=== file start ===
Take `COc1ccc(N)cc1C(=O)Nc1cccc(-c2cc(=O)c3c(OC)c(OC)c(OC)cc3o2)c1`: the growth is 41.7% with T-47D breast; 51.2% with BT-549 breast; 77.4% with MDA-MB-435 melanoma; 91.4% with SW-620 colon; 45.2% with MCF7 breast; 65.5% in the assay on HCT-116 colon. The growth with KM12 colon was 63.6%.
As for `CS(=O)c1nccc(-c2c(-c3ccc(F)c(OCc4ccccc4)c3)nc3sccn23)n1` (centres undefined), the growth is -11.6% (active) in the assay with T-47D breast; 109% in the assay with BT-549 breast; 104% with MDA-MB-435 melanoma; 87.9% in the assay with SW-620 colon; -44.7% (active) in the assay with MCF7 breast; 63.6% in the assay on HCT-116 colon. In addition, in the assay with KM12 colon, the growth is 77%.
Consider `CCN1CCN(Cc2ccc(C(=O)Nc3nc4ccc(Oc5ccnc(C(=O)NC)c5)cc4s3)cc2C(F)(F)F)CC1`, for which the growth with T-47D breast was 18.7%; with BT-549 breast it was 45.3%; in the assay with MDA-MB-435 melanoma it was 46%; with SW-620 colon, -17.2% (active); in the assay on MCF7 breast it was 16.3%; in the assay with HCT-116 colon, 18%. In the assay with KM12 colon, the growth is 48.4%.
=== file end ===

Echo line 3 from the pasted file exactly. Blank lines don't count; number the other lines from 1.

Consider `CCN1CCN(Cc2ccc(C(=O)Nc3nc4ccc(Oc5ccnc(C(=O)NC)c5)cc4s3)cc2C(F)(F)F)CC1`, for which the growth with T-47D breast was 18.7%; with BT-549 breast it was 45.3%; in the assay with MDA-MB-435 melanoma it was 46%; with SW-620 colon, -17.2% (active); in the assay on MCF7 breast it was 16.3%; in the assay with HCT-116 colon, 18%. In the assay with KM12 colon, the growth is 48.4%.